The Moon at 631 Desire Street
The Moon at 631 Desire Street is the renovation of a historic Quonset Hut structure located in New Orleans, Louisiana. A Quonset Hut is a lightweight prefabricated structure of corrugated galvanized steel with a semicircular cross-section. Hundreds of thousands were produced during World War II, and the military surplus was sold to the public. The development of the prototype is considered one of the first pre-engineered metal buildings.
The Owners of 631 Desire, LLC saw an opportunity in this geometric structure with ribs spaced 4′ on center, to create a truly unique contemporary space within a very desirable historic neighborhood, known locally as the Bywater Neighborhood. This neighborhood is located on the Mississippi River, downriver from the historic French Quarter, and was formerly a neighborhood that housed people who worked on the river and related service industries. A bed and breakfast license was obtained, and a vision of a destination for visiting guests to call home while they explore the city of New Orleans. The Bywater Neighborhood is an attractive new neighborhood for guests from out of town to visit.
The building was originally used for storage and support space for a small service-related business. Like similar industrial types in the neighborhood, the structure was a diversion from the neighborhood vernacular, which primarily were Arts and Crafts era “shotgun” structures with ornate brackets and various levels of gingerbread detail. Before rehabilitation, the building exterior was deteriorated, but the main “bones” of the structure were intact and serviceable. There was a concrete floor and no utility services. The architects’ challenge was to find a way to take advantage of the 40′ x 80′ footprint.
The footprint included an enclosed 8′ wide alley that had, at some point, been roofed over with a lean to roof structure using similar structural elements. After an initial programming meeting with the developers, the following driving issues were determined with respect to the design of this facility:
-Internal courtyard that could be treated as an outdoor living room
– Secure and private access to the complex
– Natural light required in all habitable spaces
– Provide 6 bedrooms that had internally accessed bathrooms
– Flexible design that could allow multiple combinations of use
– Provide a living space for the manager
– Develop the rear building for future use as a meeting and event space
– Work with the Historic / Cultural District to obtain tax credits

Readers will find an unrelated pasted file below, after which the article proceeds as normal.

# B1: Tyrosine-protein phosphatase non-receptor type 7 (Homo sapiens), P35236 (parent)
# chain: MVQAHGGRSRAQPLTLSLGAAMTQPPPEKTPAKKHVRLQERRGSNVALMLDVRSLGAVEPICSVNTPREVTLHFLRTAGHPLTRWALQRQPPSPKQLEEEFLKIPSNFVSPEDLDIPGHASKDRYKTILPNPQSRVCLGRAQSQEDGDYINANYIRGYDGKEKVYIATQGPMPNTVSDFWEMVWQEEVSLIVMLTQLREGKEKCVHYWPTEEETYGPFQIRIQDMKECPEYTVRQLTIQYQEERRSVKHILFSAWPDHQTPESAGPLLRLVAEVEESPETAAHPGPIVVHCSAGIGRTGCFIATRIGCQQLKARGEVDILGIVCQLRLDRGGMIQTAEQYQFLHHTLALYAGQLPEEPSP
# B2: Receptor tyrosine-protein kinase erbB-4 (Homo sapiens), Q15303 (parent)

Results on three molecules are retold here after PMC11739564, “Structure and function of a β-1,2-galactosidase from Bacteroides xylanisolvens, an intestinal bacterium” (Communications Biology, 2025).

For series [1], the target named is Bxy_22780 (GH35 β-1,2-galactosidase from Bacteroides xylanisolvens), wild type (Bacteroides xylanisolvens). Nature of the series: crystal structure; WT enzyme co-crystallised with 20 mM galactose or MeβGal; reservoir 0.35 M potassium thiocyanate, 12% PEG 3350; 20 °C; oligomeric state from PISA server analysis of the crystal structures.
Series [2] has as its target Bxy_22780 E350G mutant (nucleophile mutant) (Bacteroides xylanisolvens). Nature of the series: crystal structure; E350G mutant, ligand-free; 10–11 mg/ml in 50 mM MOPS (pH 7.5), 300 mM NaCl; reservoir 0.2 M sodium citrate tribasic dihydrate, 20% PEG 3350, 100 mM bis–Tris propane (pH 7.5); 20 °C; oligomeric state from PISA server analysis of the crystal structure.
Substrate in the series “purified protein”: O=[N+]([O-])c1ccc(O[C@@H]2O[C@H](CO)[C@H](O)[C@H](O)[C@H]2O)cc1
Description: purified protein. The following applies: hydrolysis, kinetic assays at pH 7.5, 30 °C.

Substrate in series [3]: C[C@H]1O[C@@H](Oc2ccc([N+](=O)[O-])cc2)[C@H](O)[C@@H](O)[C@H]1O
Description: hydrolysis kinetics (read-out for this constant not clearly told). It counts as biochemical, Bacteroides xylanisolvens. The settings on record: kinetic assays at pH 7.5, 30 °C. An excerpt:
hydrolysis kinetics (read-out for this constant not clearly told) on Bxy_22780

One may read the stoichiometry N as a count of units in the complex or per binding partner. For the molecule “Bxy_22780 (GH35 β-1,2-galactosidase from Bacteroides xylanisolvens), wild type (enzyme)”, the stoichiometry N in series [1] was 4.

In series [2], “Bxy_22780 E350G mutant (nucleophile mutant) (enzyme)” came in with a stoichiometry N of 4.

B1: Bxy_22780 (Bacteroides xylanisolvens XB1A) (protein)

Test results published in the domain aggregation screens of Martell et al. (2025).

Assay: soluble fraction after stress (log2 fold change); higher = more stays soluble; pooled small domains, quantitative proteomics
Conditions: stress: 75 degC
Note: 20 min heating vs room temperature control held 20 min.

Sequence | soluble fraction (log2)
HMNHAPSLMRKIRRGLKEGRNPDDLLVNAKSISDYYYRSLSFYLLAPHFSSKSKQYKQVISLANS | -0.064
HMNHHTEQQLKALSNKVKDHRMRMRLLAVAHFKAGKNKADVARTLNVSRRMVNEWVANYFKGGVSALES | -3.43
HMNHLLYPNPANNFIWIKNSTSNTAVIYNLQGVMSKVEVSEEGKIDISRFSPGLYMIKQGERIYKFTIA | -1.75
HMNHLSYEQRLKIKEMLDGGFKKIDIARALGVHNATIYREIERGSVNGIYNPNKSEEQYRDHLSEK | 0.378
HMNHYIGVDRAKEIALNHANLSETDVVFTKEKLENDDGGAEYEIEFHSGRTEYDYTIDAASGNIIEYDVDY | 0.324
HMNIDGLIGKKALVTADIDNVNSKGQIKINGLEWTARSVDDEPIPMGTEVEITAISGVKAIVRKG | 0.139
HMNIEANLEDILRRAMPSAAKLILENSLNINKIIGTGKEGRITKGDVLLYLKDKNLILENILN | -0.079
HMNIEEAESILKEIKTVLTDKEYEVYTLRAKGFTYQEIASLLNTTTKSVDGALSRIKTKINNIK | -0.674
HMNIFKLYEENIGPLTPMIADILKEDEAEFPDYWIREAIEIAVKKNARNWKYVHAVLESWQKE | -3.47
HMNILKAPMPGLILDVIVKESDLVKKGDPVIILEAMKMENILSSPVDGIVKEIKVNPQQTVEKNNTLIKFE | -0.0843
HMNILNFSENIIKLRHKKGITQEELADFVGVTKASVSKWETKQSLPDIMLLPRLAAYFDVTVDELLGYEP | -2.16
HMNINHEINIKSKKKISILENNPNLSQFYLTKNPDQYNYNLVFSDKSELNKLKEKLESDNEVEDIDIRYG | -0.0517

– Provide a fresh modern environment
– Address the Mid Century Modern influences of the structure
After executing an initial analysis of the building, the architects quickly realized that the building with a structural spacing of 4′ on center could be treated like a loaf of bread. By removing specific slices, natural light could be acquired and used to enhance the living environment. This approach identified a central courtyard in which all en suite bedrooms could be located. The access was from the alley, where the old lean-to roof was removed and left open to the exterior. This allowed a private gate with a digital access lock to be installed. The bedrooms surrounded this courtyard, and the front apartment can be rented separately or can become the home base for all or a portion of the bedroom units that are being rented.
The exterior was stripped of its original deteriorated skin, and a new wood deck and metal skin were installed. The envelope was insulated using spray foam, and the curved interior ceilings were sheeted with corrugated metal. The street-facing façade was restored, and the windows facing the street were designed to emulate the existing doors that were originally in place. The exterior is in keeping with the original intent of the building. Yet, the interior & courtyard speak to the Mid Century Modern influence and is contemporary with details that reach back to the warehouse motif. The courtyard and alley were paved using concrete pavers, and a pylon was built to create an axis backdrop for a fountain centerpiece. The courtyard was then covered by a canvas awning to create shade and rain protection for the outdoor living area, which is cooled by the large ceiling and wall-mounted oscillating fans. The rear-building sloped roof was intercepted and shortened to allow a low sloped roof area to receive drainage and install mechanical equipment since there is no ground area to accommodate this within the property footprint.
The building is currently in operation and rented on a short term basis to individuals and groups coming to New Orleans to enjoy the city and the experience. In many cases, the Owners rented the entire complex to a single group, which caused the Owners to realize that they have developed a personalized complex that is considered a unique space that they now address as “Your Own Contemporary Boutique Hotel.”